Quantcast
Environmental News for a Healthier Planet and Life

Help Support EcoWatch

Chevron Has Spilled 800,000 Gallons of Crude Oil and Water Into a California Canyon Since May

Popular
Chevron Has Spilled 800,000 Gallons of Crude Oil and Water Into a California Canyon Since May
In this May 10 photo oil flows at a Chevron oil field in Kern County, California. California Department of Fish and Wildlife's Office of Spill Prevention and Response

California officials ordered Chevron Friday "to take all measures" to stop a release that has spilled around 800,000 gallons of water and crude oil into a dry creek bed in Kern County, KQED reported.


The order, issued by the new acting head of the state's Division of Oil, Gas and Geothermal Resources (DOGGR) Jason Marshall, also said the fossil fuel company had not done enough to stop the spills that had begun May 10. The order came a day after California Gov. Gavin Newsom fired former DOGGR head Ken Harris after a significant rise in fracking permits.


"The Chevron spill clearly shows that California needs stronger climate leadership from the governor," Greenpeace USA Executive Director Annie Leonard said in a statement reported by KQED. "Oil and gas infrastructure will never be free from spills and leaks or from spewing climate pollution. We face a growing public health crisis and climate emergency stoked by rampant oil and gas development."

DOGGR had initially issued Chevron with an order of violation and ordered it to stop some extraction in the area. Friday's order upped the ante by mandating the company completely stop the releases and take steps to prevent future ones.

"Chevron takes these matters seriously," the company said in a statement Saturday. "We will review the order and continue working in a collaborative manner with the involved agencies."

Officials began Friday to clean the spill, The Associated Press reported, which is the largest of California's recent oil spills.

However, while the spill is larger than both the 2015 spill that dumped 140,000 gallons of crude oil onto Refugio State Beach and the 2007 spill of 54,000 gallons of oil into San Francisco Bay, it has been less devastating since it was not near an active waterway and has not significantly impacted wildlife, both company and state officials said.

Chevron spokeswoman Veronica Flores-Paniagua told The Associated Press that the flow had stopped since its last release on Tuesday. It occurred in an area where the company uses steam to extract oil from the Cymric Oil Field, which is about 35 miles west of Bakersfield. The steam helps the crude oil flow more readily.

The company estimated that around 70 percent of the seepage was water, leaving 240,000 gallons of oil. Regulators put that figure slightly higher at around 265,000 gallons of oil, KQED reported.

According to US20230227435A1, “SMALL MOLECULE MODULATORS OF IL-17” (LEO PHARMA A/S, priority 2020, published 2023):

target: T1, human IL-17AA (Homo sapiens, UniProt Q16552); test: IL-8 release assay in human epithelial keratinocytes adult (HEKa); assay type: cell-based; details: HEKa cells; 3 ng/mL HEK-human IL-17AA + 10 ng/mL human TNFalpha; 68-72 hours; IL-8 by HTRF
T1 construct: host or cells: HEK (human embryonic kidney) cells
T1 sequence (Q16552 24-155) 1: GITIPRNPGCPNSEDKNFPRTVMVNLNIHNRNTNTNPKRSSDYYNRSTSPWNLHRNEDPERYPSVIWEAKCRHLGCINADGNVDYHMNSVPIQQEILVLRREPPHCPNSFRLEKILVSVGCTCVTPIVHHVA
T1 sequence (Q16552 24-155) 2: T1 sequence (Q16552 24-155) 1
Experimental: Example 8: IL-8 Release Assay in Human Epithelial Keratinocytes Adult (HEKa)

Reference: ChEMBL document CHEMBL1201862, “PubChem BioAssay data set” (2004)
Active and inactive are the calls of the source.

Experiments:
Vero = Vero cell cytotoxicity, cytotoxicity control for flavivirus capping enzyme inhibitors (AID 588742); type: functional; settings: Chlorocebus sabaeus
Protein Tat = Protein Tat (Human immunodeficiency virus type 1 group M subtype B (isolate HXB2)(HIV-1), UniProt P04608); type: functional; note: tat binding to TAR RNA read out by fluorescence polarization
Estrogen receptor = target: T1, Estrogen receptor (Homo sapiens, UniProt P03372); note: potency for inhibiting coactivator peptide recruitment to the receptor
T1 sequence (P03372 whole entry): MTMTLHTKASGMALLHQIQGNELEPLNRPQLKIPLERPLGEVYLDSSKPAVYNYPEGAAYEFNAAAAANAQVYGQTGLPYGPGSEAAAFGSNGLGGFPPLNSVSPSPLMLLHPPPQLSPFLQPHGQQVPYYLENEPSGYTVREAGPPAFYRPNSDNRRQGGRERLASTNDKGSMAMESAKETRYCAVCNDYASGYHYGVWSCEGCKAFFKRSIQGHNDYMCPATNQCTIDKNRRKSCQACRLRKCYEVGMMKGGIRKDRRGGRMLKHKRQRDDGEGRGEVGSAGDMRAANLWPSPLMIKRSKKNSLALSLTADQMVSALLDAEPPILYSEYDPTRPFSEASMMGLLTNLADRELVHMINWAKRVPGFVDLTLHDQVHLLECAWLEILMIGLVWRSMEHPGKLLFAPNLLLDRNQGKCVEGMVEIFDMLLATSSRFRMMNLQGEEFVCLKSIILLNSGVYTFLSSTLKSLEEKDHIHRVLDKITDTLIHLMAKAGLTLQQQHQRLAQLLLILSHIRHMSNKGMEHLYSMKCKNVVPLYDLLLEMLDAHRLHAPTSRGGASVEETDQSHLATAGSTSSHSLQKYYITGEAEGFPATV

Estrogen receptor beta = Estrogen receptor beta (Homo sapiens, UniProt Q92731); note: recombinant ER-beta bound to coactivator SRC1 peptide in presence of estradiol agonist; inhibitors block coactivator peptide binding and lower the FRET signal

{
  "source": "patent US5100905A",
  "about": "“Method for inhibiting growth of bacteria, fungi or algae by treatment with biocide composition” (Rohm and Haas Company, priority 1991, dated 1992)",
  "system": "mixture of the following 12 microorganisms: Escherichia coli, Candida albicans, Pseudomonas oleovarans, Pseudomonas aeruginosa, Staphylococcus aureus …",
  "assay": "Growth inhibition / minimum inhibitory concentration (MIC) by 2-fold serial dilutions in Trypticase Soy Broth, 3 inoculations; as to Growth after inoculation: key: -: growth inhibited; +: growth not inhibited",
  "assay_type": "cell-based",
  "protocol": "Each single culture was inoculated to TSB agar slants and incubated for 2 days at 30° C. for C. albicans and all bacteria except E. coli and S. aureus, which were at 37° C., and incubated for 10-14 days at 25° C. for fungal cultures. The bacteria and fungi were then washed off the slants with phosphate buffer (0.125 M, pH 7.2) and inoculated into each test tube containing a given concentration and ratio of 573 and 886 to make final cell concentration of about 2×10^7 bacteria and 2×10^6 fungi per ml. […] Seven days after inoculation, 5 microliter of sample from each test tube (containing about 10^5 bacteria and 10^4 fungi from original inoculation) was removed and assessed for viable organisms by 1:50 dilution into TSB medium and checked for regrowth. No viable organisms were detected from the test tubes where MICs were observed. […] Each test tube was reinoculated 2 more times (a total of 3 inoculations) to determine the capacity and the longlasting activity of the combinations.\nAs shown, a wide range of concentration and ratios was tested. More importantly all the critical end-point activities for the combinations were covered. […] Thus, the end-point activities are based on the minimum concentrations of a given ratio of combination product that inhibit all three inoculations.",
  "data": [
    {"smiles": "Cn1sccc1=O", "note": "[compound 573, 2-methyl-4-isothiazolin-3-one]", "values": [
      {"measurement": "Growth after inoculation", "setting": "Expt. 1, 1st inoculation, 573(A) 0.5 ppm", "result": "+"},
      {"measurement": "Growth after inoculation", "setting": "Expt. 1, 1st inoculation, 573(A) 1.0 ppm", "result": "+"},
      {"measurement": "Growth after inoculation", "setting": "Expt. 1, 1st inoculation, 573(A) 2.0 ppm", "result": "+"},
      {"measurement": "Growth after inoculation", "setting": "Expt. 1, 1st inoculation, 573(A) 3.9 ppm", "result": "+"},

The seepage first occurred May 10, stopped, then started again on June 8 and June 23.

Department of Conservation spokesperson Teresa Schilling confirmed Saturday that the flow was contained.

Eating lots of fruits and vegetables will boost the immune system. Stevens Fremont / The Image Bank / Getty Images

By Grayson Jaggers

The connection between the pandemic and our dietary habits is undeniable. The stress of isolation coupled with a struggling economy has caused many of us to seek comfort with our old friends: Big Mac, Tom Collins, Ben and Jerry. But overindulging in this kind of food and drink might not just be affecting your waistline, but could potentially put you at greater risk of illness by hindering your immune system.

Read More Show Less

EcoWatch Daily Newsletter

A graphic shows how Rhoel Dinglasan's smartphone-based saliva test works. University of Florida

As the world continues to navigate the line between reopening and maintaining safety protocols to slow the spread of the coronavirus, rapid and accurate diagnostic screening remains critical to control the outbreak. New mobile-phone-based, self-administered COVID-19 tests being developed independently around the world could be a key breakthrough in making testing more widely available, especially in developing nations.

Read More Show Less

Trending

A meteorologist monitors weather in NOAA's Center for Weather and Climate Prediction on July 2, 2013 in Riverdale, Maryland. Mark Wilson / Getty Images

The Trump White House is now set to appoint two climate deniers to the National Oceanic and Atmospheric Administration (NOAA) in one month.

Read More Show Less
A plastic bag caught in a tree in New Jersey's Palisades Park. James Leynse / Stone / Getty Images

New Jersey is one step closer to passing what environmental advocates say is the strongest anti-plastic legislation in the nation.

Read More Show Less

Did you know that nearly 30% of adults do, or will, suffer from a sleep condition at some point in their life? Anyone who has experienced disruptions in their sleep is familiar with the havoc that it can wreak on your body and mind. Lack of sleep, for one, can lead to anxiety and lethargy in the short-term. In the long-term, sleep deprivation can lead to obesity, diabetes, and cardiovascular disease.

Fortunately, there are proven natural supplements that can reduce insomnia and improve quality sleep for the better. CBD oil, in particular, has been scientifically proven to promote relaxing and fulfilling sleep. Best of all, CBD is non-addictive, widely available, and affordable for just about everyone to enjoy. For these very reasons, we have put together a comprehensive guide on the best CBD oil for sleep. Our goal is to provide objective, transparent information about CBD products so you are an informed buyer.

Read More Show Less

Support Ecowatch